GZERO Media logo

What changes now that the U.S. softened its position on Israeli settlements?

What changes now that the U.S. softened its position on Israeli settlements?

Well, I mean, not a lot. I mean, keep in mind that this is also the administration that moved the embassy to Jerusalem, from Tel Aviv. Everyone said that was going to be a massive problem. Ultimately, not many people cared. Same thing with recognition of Golan Heights for Israel. This is just one more give from the Americans to the Israelis in the context of a region that doesn't care as much as they used to about Israel - Palestine.


Images coming out of Hong Kong make it look like a war zone. Is it?

It certainly feels that way in the Polytech U. More broadly, no. The number of demonstrators is a lot smaller than they used to be. This is killing the Hong Kong economy. They're in serious recession right now. And the fact that you now have People's Liberation Army on the streets helping with cleanup is closer to a tipping point where they actually insert military to use repression to stop these demonstrations. We really hope that doesn't happen.

What are the takeaways from the leaked Iran Cables?

Well, the big takeaway is that four years ago, Iran was basically in charge of Iraq, picking the key cabinet officials and having massive influence on the ground. One of the reasons you have big demonstrations right now against that government, in Iraq.

Empathy and listening are key to establishing harmonious relationships, as demonstrated by Callista Azogu, GM of Human Resources & Organization for Nigerian Agip Oil Company (NAOC), an Eni subsidiary in Abuja. "To build trust is very difficult. To destroy it is very easy," says Callista, whose busy days involve everything from personnel issues to union relationships. She sees great potential for her native Nigeria not only because of the country's natural resources, but because of its vibrant and creative people.

Learn more about Callista in this episode of Faces of Eni.

Saturday will mark the beginning of an historic turning point for European politics as 1,001 voting members of Germany's Christian Democratic Union, the party of Chancellor Angela Merkel, hold an online conference to elect a new leader.

Here are the basic facts:

More Show less

Does Cuba belong back on the US's State Sponsors of Terrorism list? The Wall Street Journal Editorial Board showed their support for Secretary of State Mike Pompeo's decision on this issue in a recent opinion piece, "Cuba's Support for Terror." But in this edition of The Red Pen, Ian Bremmer and Eurasia Group analysts Risa Grais-Targow, Jeffrey Wright and Regina Argenzio argue that the WSJ's op-ed goes too far.

We are now just a few days away from the official end of Donald Trump's presidency, but the impacts of his latest moves in office will obviously last far beyond Joe Biden's inauguration. There's the deep structural political polarization, the ongoing investigations into the violence we saw at the Capitol, lord knows what happens over the next few days, there's also last-minute policy decisions here and abroad. And that's where we're taking our Red Pen this week, specifically US relations with Cuba.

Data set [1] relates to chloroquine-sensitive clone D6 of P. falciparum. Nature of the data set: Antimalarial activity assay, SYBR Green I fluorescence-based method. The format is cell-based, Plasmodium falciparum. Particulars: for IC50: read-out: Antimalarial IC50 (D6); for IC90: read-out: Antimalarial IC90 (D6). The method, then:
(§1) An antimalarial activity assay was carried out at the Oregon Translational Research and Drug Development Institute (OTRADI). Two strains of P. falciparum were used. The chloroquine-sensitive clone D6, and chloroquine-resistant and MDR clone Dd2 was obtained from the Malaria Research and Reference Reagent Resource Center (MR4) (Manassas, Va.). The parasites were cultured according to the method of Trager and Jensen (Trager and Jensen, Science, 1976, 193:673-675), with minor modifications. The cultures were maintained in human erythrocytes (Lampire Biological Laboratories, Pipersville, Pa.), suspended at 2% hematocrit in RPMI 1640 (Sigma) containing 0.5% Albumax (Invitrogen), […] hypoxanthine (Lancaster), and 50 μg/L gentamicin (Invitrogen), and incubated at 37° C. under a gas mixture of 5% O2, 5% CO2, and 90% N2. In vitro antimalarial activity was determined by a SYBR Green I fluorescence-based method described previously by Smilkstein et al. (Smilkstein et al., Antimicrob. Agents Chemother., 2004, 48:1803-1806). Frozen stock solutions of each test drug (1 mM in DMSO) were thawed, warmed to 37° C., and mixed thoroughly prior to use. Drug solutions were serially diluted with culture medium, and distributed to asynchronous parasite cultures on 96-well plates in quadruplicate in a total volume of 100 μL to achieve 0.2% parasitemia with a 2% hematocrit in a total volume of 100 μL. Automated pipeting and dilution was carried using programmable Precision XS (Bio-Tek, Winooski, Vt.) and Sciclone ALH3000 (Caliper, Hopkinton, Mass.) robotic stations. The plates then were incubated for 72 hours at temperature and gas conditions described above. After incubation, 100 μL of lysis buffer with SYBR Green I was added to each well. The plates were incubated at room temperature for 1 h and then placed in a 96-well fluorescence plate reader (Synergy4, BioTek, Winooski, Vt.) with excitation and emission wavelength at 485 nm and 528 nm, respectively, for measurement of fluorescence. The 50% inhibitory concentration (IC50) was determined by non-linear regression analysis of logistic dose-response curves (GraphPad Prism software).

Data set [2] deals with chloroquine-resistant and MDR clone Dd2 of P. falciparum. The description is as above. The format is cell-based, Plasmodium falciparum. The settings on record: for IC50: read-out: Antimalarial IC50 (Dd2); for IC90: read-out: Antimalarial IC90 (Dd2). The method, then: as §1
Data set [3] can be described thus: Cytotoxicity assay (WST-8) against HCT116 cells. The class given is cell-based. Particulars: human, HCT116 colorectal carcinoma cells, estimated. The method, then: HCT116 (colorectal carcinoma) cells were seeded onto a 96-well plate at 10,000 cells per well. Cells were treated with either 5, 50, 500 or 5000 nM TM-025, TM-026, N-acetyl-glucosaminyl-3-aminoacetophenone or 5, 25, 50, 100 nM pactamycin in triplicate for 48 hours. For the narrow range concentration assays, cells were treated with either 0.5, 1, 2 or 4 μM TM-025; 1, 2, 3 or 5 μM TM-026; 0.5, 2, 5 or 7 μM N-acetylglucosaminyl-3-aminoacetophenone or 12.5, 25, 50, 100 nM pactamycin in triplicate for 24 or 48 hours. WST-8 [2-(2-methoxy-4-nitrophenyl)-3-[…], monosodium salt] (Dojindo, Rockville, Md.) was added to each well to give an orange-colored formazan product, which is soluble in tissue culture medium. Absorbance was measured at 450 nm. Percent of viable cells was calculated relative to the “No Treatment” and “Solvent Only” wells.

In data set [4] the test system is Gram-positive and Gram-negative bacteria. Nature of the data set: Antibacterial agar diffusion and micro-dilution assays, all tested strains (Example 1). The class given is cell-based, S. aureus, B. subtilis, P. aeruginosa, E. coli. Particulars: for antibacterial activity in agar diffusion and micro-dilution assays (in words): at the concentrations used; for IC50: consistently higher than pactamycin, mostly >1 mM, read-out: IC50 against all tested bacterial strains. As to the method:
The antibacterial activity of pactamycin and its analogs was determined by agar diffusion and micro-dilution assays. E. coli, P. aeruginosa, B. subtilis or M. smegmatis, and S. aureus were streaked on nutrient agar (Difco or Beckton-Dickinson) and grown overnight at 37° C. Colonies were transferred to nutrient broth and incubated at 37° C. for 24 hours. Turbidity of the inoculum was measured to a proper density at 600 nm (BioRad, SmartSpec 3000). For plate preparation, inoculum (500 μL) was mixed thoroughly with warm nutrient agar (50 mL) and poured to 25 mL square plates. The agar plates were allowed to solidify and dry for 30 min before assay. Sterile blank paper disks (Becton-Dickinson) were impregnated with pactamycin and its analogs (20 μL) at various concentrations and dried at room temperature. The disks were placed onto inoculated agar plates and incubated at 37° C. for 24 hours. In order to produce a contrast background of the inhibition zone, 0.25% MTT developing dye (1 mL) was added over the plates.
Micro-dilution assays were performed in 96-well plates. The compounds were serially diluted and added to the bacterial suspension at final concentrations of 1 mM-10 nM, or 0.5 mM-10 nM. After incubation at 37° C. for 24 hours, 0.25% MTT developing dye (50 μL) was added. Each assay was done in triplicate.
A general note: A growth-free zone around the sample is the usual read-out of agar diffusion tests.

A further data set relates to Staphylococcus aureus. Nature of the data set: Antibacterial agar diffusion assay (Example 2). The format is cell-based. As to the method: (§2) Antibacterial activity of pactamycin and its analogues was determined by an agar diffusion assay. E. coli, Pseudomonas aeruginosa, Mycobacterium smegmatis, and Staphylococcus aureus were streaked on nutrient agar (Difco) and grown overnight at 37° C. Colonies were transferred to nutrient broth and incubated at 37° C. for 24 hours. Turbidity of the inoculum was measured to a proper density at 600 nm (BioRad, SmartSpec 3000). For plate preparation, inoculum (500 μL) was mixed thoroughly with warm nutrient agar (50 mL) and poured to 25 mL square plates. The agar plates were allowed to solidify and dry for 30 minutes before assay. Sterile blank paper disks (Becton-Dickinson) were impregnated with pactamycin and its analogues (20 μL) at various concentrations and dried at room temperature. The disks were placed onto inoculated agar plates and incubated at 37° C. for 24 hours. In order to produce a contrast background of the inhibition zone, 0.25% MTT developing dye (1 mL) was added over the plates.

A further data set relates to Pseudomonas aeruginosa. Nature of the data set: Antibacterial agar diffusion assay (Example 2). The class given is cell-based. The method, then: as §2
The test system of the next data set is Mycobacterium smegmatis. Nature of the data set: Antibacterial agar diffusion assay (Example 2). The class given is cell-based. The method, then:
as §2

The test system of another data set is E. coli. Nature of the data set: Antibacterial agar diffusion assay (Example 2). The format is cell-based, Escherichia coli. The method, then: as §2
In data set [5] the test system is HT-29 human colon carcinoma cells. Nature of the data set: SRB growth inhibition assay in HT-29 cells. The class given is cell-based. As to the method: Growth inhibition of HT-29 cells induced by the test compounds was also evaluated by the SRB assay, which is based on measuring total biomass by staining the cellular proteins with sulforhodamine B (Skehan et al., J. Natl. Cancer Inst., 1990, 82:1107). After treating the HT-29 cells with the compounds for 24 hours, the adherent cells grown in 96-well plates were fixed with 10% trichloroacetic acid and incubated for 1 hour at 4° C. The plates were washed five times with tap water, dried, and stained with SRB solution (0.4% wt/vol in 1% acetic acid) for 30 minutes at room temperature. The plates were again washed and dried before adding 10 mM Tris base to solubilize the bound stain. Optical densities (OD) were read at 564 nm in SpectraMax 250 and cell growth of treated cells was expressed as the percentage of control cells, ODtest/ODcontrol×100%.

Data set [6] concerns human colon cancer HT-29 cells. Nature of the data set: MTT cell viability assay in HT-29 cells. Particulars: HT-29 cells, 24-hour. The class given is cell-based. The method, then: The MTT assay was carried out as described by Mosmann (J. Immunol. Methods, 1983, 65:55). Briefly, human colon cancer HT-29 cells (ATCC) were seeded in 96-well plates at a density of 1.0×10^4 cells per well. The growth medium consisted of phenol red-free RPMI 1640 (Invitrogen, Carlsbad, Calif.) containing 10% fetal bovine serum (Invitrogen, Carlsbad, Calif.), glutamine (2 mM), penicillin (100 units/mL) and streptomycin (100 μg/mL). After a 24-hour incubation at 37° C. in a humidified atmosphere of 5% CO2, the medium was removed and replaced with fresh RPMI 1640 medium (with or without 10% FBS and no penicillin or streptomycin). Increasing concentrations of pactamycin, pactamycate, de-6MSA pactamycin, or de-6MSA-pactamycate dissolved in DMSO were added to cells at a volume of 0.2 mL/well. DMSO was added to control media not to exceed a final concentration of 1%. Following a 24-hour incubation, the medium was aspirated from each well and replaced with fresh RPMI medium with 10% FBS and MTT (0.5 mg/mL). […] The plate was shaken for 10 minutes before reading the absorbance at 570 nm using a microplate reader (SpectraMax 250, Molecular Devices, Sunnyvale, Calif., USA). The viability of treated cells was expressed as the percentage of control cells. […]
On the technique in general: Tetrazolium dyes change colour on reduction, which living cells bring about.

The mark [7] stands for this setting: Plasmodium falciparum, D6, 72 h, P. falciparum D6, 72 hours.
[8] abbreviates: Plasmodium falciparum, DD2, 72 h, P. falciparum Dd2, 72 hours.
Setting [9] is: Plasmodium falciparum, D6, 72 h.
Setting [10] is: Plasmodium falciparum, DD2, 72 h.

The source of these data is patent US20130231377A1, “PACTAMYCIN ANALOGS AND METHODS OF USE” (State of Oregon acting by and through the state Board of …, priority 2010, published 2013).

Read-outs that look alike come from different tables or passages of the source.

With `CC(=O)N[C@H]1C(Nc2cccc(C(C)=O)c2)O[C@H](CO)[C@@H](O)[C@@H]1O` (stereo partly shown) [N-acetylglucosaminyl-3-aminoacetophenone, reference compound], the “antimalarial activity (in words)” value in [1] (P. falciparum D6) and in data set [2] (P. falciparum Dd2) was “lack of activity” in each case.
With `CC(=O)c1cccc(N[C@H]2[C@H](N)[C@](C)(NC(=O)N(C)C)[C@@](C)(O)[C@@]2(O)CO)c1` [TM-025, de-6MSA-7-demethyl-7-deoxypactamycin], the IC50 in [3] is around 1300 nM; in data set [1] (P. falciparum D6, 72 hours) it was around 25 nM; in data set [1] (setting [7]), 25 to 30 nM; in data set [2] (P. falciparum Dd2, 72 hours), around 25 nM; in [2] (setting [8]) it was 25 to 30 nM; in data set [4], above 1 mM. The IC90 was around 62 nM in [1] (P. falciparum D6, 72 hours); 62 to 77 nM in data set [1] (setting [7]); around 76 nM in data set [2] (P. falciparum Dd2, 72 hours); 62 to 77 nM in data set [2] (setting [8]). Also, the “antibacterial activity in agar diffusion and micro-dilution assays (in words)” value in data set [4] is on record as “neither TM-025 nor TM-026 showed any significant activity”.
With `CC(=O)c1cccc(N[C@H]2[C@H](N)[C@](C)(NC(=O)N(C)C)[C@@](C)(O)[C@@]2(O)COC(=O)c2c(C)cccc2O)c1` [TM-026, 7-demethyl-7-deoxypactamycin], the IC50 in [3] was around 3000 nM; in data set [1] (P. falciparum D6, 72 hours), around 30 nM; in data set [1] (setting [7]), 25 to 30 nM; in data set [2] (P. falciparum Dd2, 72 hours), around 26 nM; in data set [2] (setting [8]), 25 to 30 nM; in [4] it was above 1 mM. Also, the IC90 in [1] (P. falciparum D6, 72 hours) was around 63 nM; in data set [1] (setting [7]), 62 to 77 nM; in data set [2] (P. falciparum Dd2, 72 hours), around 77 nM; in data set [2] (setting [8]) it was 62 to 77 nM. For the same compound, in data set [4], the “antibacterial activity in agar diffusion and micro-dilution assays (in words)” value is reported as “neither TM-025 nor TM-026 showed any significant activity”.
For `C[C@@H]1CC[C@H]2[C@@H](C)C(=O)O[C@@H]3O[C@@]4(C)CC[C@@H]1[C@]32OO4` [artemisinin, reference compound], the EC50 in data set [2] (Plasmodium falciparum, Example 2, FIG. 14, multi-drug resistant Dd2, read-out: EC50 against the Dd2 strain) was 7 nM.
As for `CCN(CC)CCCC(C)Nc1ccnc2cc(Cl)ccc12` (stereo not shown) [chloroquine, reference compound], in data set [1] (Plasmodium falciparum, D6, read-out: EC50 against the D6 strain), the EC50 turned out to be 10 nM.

More Show less

Watch Jon Lieber, who leads Eurasia Group's coverage of political and policy developments in Washington, lend perspective to this week's historic impeachment proceedings.

Impeachment. President Trump became the first president ever to be impeached twice this week. And the question on everybody's mind is will he be convicted in the Senate? And I think the answer right now is we just don't know. I'd probably bet against it. There was a really strong Republican vote against impeaching him in the House, with only 10 of the over 100 Republicans breaking with the President and voting to impeach him. And the question now is in the Senate, is there more support for a conviction? Senate Majority Leader McConnell has indicated he's at least open to it and wants to hear some of the facts. And I expect you're going to hear a lot of other Republicans make the same statement, at least until the trial begins.

More Show less

They call it Einstein. It's the multibillion-dollar digital defense system the US has used to catch outside hackers and attackers since 2003. But it was no match for what's looking like one of the biggest cyber breaches in US history. Ian Bremmer breaks it down.

Watch the GZERO World episode: Cyber attack: an act of espionage or war?

The GZERO World Podcast with Ian Bremmer. Listen now.

GZEROMEDIA

Subscribe to GZERO Media's Newsletter: Signal

Will the Senate vote to convict Trump?

US Politics